I am prompted to write this response after reading of comments by the Minister of Education, Dr Mahendra Reddy, as reported in your [Fiji Times] issue on June 30, 2015. Dr Reddy questioned the propriety of the principal, the manager and leaders of a school in Nadroga in asking for a iTaukei head teacher at a primary school where the majority of the students are iTaukei. The Minister was reported as saying that such attitude from school heads “who are obsessed with ethnicity” needed to stop immediately, adding that the Ministry should determine who will be head teacher because it was paying for the salary.
The purpose of this article is not to criticize the Minister but to highlight the importance of those in government authority being aware of the cultural context when communicating with community members in our multi-ethnic and multi-cultural society. This is to avoid the kind of inter-cultural misunderstanding which could lead to resentment and undermine social stability and harmony.
The Minister seems to think that simply because the 2013 Constitution has made all of us as citizens of Fiji to be “Fijians”, this is all that matters. It is not so, and I would advise him as a scholar of exceptional intelligence to read his 2013 Constitution thoroughly because the authors have very carefully and adroitly crafted into it several identities each with a particular constitutional purpose. Let me explain.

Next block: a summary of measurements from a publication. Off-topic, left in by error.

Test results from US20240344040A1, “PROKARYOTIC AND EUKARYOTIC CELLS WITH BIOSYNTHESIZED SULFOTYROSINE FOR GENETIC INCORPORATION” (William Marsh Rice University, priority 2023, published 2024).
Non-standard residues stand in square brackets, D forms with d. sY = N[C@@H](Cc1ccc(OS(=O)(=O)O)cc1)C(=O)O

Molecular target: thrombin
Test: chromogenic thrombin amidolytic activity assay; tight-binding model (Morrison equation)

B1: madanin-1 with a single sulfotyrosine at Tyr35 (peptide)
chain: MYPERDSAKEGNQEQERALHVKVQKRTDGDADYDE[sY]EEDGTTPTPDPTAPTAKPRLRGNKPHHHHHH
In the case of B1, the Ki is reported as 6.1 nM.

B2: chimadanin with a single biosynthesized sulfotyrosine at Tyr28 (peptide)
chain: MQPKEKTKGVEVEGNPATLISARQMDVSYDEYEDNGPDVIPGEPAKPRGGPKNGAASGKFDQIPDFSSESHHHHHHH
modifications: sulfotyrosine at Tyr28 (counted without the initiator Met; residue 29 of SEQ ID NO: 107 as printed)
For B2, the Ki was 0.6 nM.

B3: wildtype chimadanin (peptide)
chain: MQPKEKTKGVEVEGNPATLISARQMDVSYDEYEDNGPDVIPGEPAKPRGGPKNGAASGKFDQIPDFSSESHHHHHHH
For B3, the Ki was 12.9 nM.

The first identity specified in the Constitution is in the Preamble. It opens with the words “We, the people of Fiji”. It then identifies who the people of Fiji are. They are the iTaukei and Rotumans as the indigenous peoples of Fiji, and the descendants firstly of the indentured labourers from British India, and secondly of settlers and immigrants who followed in coming to make Fiji their home.